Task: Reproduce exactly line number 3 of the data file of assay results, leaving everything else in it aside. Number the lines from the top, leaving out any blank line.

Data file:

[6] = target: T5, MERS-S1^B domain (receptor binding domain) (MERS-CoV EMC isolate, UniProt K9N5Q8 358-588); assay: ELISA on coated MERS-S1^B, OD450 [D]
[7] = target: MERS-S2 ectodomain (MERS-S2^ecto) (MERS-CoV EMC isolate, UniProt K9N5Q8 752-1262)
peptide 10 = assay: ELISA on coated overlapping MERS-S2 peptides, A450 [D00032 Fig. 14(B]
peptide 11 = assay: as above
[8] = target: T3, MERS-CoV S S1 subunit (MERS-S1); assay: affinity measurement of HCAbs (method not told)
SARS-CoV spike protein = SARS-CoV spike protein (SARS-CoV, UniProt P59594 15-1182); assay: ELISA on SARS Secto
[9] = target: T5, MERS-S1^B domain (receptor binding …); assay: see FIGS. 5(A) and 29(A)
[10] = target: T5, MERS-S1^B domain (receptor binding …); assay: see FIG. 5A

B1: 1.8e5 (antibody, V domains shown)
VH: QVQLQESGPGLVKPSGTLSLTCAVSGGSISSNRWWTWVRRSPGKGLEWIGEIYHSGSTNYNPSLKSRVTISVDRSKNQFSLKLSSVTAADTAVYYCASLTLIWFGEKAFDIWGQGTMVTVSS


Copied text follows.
peptide 10 = assay: ELISA on coated overlapping MERS-S2 peptides, A450 [D00032 Fig. 14(B]